Top-of-rack flash and bottom-of-rack disk makes a ton of sense in a world of virtualized, distributed storage. It fits with enterprise paradigms yet delivers real architectural change that could “move the needle” in a way that no centralized shared storage system ever will. SAN and NAS aren’t going away immediately, but this new storage architecture will be an attractive next-generation direction!
Note: These are topics I discuss in my public speaking engagements, including my Truth in Storage seminar with Truth in IT. Check out the schedule for Truth in Storage and come listen to the whole story!
Disclaimer: I work with Diablo Technologies, X-IO, SanDisk, PernixData, Nutanix, Exablox, EMC, and most other companies in enterprise storage with Foskett Services and Tech Field Day. I don’t think I’m biased, but you can draw your own conclusions.
Mario Lenz says
The “disaggregation” concept Intel presented on the OCP summit 2013(?) is heading in a similar direction. However, I think they’re approaching this from the opposite direction. You’re suggesting to bring storage closer to servers, they’re suggesting to get rid of local storage. But you both come to similar solutions imho.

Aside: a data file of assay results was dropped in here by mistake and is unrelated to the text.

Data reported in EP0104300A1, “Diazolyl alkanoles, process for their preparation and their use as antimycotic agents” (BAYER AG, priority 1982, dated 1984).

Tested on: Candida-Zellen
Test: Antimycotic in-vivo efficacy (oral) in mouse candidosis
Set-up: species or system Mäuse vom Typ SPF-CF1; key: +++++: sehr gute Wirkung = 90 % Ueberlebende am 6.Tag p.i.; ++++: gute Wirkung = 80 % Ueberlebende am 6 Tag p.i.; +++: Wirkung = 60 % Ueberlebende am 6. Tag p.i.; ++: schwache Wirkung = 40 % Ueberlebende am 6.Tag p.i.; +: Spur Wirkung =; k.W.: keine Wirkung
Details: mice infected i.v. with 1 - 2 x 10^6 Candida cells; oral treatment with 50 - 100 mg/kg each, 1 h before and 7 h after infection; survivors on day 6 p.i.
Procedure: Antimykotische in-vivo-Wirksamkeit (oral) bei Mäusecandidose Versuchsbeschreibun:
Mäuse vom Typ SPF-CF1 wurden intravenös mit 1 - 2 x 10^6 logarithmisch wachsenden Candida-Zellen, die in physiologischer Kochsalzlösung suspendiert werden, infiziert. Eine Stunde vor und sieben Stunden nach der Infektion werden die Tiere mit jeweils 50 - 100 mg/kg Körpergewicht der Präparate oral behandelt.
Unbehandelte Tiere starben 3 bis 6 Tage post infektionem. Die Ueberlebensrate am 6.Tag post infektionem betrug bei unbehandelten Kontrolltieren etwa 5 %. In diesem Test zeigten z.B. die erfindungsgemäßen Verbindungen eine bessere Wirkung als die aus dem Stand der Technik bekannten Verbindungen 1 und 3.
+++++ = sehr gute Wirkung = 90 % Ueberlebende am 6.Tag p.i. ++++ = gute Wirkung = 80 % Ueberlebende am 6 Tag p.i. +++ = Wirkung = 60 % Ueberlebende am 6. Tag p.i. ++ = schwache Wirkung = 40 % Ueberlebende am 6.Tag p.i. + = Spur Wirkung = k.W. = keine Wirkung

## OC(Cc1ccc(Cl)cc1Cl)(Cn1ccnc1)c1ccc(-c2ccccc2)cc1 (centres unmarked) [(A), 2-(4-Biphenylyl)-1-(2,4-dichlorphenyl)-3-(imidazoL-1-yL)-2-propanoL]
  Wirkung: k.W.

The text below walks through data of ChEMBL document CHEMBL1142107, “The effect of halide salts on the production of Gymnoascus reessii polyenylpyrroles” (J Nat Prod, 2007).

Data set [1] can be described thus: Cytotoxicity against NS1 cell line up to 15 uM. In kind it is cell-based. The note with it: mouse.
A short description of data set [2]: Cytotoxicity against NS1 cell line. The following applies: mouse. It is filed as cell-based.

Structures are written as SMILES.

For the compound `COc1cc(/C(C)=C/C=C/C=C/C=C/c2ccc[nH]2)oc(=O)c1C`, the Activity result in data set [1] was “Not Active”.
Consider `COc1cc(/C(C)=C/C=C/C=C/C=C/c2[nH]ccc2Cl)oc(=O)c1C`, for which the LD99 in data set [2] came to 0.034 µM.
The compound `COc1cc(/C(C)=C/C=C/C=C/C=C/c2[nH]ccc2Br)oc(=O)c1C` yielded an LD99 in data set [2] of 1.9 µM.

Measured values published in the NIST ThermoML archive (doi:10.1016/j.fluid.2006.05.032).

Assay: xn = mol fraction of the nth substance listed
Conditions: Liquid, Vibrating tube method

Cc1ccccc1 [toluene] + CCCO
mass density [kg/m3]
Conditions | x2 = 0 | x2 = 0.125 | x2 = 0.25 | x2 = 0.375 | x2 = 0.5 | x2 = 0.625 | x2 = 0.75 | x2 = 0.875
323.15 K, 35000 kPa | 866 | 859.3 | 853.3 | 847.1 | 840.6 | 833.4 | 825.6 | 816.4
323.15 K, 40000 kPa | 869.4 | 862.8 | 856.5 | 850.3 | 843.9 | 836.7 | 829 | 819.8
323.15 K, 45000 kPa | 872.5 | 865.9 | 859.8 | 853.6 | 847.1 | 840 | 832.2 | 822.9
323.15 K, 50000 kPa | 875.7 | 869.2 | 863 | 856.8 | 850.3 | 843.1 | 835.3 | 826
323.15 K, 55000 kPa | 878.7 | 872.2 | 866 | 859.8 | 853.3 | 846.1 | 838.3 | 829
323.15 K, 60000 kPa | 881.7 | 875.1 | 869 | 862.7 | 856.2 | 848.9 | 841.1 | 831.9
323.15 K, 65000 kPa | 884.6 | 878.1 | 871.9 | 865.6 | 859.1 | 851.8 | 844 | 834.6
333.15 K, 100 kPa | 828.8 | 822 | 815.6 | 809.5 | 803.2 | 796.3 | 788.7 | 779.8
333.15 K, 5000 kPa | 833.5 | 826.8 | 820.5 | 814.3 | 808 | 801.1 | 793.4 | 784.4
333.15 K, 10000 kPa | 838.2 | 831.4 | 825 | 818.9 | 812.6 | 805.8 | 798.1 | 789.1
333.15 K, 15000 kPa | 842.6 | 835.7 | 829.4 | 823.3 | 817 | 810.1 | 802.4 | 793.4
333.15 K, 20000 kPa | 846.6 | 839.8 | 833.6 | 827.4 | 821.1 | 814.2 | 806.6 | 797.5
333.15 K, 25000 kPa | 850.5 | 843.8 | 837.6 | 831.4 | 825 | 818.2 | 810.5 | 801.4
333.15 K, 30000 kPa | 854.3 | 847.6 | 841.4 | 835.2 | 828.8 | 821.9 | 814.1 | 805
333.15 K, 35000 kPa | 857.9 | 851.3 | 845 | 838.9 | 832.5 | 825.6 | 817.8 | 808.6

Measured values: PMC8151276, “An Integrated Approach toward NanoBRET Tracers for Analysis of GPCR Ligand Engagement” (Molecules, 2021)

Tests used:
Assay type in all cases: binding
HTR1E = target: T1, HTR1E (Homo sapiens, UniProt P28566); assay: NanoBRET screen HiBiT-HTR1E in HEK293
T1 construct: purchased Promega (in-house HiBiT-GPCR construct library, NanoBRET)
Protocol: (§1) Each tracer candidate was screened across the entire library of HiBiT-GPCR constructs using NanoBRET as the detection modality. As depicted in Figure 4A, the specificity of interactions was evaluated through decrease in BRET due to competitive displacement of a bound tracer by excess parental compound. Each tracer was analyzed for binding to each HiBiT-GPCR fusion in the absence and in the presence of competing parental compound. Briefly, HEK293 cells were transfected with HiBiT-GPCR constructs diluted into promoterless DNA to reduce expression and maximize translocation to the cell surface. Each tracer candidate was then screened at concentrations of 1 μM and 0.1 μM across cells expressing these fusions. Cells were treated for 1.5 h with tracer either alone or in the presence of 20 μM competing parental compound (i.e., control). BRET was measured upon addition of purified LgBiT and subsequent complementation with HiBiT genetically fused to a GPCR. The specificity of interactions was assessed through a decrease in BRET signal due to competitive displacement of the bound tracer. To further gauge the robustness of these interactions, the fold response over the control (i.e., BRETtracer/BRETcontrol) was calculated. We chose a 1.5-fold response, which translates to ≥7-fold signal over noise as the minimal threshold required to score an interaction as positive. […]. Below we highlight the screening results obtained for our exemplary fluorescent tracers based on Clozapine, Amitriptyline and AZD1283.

Noam Shendar says
Stephen, your last 3 posts about the end of traditional SAN/NAS have been thought provoking. I have been pondering them and would like to offer a few points of support and elaboration. We agree about the pitfalls of convergence and, in particular, that shared storage is needed to keep servers stateless (and hence easily replaceable).
Now, what can slow down the realization of your vision is lack of backward compatibility (i.e., the need for new software to take advantage of the benefits you describe). This is why we have found a new use for virtualization. We created a single managed system under which there are many custom-configured (and elastic) virtual arrays, each optimized for capacity, performance, or any point in between. We call these VPSA (Virtual Private Storage Arrays), where each VPSA is completely isolated and self-contained SAN/NAS device, configured and modified in real time. This means one still gets the benefits of shared storage, but no longer of the one-size-fits-all variety.
And we recently announced an iSER interconnect option (in addition to standard Ethernet). I mention this because iSER is both cost effective and can achieve InfiniBand-like performance for the top-of-rack portion of the vision you describe.